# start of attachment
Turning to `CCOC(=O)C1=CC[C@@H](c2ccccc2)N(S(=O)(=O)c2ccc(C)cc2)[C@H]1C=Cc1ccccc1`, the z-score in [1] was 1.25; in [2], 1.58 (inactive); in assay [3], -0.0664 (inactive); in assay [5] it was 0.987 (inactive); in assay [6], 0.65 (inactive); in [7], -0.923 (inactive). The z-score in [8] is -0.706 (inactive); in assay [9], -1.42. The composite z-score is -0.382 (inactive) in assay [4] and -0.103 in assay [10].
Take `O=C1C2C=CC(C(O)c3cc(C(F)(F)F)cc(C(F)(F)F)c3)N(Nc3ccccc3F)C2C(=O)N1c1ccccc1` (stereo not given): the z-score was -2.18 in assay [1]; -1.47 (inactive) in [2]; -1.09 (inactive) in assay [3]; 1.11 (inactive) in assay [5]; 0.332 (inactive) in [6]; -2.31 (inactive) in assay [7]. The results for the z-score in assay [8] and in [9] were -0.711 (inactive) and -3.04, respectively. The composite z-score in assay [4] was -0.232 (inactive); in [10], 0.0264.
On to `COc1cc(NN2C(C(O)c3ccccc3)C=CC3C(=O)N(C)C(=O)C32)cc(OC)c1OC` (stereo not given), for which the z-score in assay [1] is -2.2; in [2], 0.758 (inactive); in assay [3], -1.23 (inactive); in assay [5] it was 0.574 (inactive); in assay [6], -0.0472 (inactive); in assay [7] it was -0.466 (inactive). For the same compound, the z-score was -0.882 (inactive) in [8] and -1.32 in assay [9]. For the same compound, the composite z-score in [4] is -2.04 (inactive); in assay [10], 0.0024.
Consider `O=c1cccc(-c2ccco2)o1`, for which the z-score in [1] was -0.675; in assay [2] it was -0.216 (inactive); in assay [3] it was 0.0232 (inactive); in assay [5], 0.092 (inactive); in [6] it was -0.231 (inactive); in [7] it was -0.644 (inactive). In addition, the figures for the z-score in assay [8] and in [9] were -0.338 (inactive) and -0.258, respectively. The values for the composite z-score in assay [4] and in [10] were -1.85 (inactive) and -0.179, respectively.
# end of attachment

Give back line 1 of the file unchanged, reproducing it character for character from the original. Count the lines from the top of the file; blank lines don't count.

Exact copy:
Turning to `CCOC(=O)C1=CC[C@@H](c2ccccc2)N(S(=O)(=O)c2ccc(C)cc2)[C@H]1C=Cc1ccccc1`, the z-score in [1] was 1.25; in [2], 1.58 (inactive); in assay [3], -0.0664 (inactive); in assay [5] it was 0.987 (inactive); in assay [6], 0.65 (inactive); in [7], -0.923 (inactive). The z-score in [8] is -0.706 (inactive); in assay [9], -1.42. The composite z-score is -0.382 (inactive) in assay [4] and -0.103 in assay [10].